Schmooze Hounds

Hollywood pros have steered clear of networking events—until now

When Tami Farrell arrived in a romper and heels at Bar Marmont last summer, it wasn’t to celebrate her new title of Miss California. Like the 111 others who had come together for the P3R Film Networking Event, she needed help with a movie project. “The organizer introduced me to a producer as a ‘brilliant screen-writer,’ ” Farrell says. “I told him I had written a comedy, with Will Ferrell in mind as the lead.” Her new acquaintance, John Jacobs, had been a producer on Blades of Glory, which starred the actor. Jacobs agreed to look at her script.

The P3R event, which was free and included only above-the-line professionals, is one of several entertainment industry schmoozing confabs that have gained momentum in the wounded economy. “People aren’t as guarded about their contacts in this new atmo- sphere,” says Jane Morton Owen, a publicist who was one of the people behind P3R. Adds Jennifer Uner, who late last year helped assemble another networking group, the Uncompany Collective: “The spiraling economy has removed the stigma of attending such events.” It doesn’t hurt that the by-invitation-only minglers take place in glamorous locations (such as BOA’s private dining room), bill themselves as salons (with a speaker or a theatrical performance), and dispense swag (video cameras and gold jewelry). There are no name tags, for instance, at the Buzz Girls gatherings, which are for women only. At the first, held in 2007, a fashion publicist bonded with Ryan Gosling’s talent manager, and now her clients dress the actor. “We have never called it a networking event,” says Buzz Girls founder Heather Hope-Allison, “even though that’s what it is.”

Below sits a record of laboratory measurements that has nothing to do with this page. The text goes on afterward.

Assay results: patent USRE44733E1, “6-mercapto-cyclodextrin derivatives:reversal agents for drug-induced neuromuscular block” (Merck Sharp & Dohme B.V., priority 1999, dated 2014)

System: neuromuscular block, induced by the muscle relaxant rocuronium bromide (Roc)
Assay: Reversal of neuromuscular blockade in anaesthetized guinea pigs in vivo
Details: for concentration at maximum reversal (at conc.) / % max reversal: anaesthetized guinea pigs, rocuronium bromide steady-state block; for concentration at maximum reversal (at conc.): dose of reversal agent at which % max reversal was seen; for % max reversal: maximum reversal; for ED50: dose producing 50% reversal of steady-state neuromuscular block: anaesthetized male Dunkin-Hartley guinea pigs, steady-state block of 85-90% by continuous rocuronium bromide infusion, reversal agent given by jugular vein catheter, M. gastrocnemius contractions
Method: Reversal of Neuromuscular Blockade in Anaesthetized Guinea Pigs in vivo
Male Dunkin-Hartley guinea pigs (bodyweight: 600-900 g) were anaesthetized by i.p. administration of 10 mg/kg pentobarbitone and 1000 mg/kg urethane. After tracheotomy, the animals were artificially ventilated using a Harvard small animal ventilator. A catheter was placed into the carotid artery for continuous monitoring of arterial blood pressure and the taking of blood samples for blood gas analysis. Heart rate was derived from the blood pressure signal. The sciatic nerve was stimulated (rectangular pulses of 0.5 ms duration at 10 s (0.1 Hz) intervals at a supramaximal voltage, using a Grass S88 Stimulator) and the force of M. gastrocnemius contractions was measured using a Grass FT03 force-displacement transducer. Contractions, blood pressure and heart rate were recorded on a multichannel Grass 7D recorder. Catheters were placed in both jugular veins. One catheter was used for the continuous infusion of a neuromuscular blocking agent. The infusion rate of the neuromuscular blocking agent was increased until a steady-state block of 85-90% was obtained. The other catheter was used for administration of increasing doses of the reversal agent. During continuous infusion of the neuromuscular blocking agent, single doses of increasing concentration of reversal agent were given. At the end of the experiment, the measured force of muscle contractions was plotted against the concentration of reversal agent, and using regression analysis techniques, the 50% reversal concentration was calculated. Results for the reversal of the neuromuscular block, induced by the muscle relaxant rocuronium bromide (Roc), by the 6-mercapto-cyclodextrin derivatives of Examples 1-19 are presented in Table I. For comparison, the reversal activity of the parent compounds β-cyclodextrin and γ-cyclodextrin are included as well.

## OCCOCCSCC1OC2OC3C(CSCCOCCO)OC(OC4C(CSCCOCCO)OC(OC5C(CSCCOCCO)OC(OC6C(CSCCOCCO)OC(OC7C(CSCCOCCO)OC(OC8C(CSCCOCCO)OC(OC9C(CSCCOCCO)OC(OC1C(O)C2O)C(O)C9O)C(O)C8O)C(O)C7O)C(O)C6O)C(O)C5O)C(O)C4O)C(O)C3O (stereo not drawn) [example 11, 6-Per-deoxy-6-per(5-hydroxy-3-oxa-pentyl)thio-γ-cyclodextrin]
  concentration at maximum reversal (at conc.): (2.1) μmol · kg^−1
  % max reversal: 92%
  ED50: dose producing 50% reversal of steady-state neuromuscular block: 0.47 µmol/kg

While meeting power wielders over a cocktail has perhaps not been this easy in years, the proverbial foot in the door often remains stuck on the threshold. Weeks after sending her screenplay to Jacobs, Farrell hadn’t heard back. “I should give him a call,” she says.
Illustration by Kirsten Ulve